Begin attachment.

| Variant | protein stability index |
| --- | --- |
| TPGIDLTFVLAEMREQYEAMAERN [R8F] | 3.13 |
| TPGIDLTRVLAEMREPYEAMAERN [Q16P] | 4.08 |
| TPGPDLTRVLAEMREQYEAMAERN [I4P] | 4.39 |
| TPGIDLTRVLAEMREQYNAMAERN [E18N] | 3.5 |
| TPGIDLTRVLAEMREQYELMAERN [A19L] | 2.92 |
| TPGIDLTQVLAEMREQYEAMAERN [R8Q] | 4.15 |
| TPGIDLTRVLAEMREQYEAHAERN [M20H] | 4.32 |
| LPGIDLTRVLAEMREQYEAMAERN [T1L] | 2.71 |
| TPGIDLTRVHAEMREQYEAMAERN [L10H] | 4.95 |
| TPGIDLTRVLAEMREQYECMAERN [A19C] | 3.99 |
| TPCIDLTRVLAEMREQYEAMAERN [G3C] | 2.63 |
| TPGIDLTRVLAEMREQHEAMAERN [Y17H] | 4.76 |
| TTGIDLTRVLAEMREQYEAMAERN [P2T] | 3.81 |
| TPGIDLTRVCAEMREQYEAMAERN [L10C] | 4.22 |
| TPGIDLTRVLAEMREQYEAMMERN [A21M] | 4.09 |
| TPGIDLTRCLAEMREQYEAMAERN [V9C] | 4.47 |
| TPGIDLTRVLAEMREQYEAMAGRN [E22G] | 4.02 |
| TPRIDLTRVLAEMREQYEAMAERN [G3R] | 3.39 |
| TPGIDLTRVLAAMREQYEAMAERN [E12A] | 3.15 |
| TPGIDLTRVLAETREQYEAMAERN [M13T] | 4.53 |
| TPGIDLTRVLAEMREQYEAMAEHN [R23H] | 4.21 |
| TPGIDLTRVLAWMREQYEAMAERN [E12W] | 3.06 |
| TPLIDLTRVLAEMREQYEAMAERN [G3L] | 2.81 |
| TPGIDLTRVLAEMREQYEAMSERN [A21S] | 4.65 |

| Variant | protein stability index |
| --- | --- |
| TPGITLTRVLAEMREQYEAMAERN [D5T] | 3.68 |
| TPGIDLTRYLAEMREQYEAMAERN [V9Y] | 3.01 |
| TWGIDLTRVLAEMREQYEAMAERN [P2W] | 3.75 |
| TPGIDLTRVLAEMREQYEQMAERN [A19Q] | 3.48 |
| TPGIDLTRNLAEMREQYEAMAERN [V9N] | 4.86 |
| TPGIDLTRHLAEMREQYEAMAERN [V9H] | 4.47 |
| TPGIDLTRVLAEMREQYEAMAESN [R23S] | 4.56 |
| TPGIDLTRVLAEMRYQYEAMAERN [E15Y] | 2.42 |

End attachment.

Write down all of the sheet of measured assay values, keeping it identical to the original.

| Variant | protein stability index |
| --- | --- |
| TPGIDLTFVLAEMREQYEAMAERN [R8F] | 3.13 |
| TPGIDLTRVLAEMREPYEAMAERN [Q16P] | 4.08 |
| TPGPDLTRVLAEMREQYEAMAERN [I4P] | 4.39 |
| TPGIDLTRVLAEMREQYNAMAERN [E18N] | 3.5 |
| TPGIDLTRVLAEMREQYELMAERN [A19L] | 2.92 |
| TPGIDLTQVLAEMREQYEAMAERN [R8Q] | 4.15 |
| TPGIDLTRVLAEMREQYEAHAERN [M20H] | 4.32 |
| LPGIDLTRVLAEMREQYEAMAERN [T1L] | 2.71 |
| TPGIDLTRVHAEMREQYEAMAERN [L10H] | 4.95 |
| TPGIDLTRVLAEMREQYECMAERN [A19C] | 3.99 |
| TPCIDLTRVLAEMREQYEAMAERN [G3C] | 2.63 |
| TPGIDLTRVLAEMREQHEAMAERN [Y17H] | 4.76 |
| TTGIDLTRVLAEMREQYEAMAERN [P2T] | 3.81 |
| TPGIDLTRVCAEMREQYEAMAERN [L10C] | 4.22 |
| TPGIDLTRVLAEMREQYEAMMERN [A21M] | 4.09 |
| TPGIDLTRCLAEMREQYEAMAERN [V9C] | 4.47 |
| TPGIDLTRVLAEMREQYEAMAGRN [E22G] | 4.02 |
| TPRIDLTRVLAEMREQYEAMAERN [G3R] | 3.39 |
| TPGIDLTRVLAAMREQYEAMAERN [E12A] | 3.15 |
| TPGIDLTRVLAETREQYEAMAERN [M13T] | 4.53 |
| TPGIDLTRVLAEMREQYEAMAEHN [R23H] | 4.21 |
| TPGIDLTRVLAWMREQYEAMAERN [E12W] | 3.06 |
| TPLIDLTRVLAEMREQYEAMAERN [G3L] | 2.81 |
| TPGIDLTRVLAEMREQYEAMSERN [A21S] | 4.65 |

| Variant | protein stability index |
| --- | --- |
| TPGITLTRVLAEMREQYEAMAERN [D5T] | 3.68 |
| TPGIDLTRYLAEMREQYEAMAERN [V9Y] | 3.01 |
| TWGIDLTRVLAEMREQYEAMAERN [P2W] | 3.75 |
| TPGIDLTRVLAEMREQYEQMAERN [A19Q] | 3.48 |
| TPGIDLTRNLAEMREQYEAMAERN [V9N] | 4.86 |
| TPGIDLTRHLAEMREQYEAMAERN [V9H] | 4.47 |
| TPGIDLTRVLAEMREQYEAMAESN [R23S] | 4.56 |
| TPGIDLTRVLAEMRYQYEAMAERN [E15Y] | 2.42 |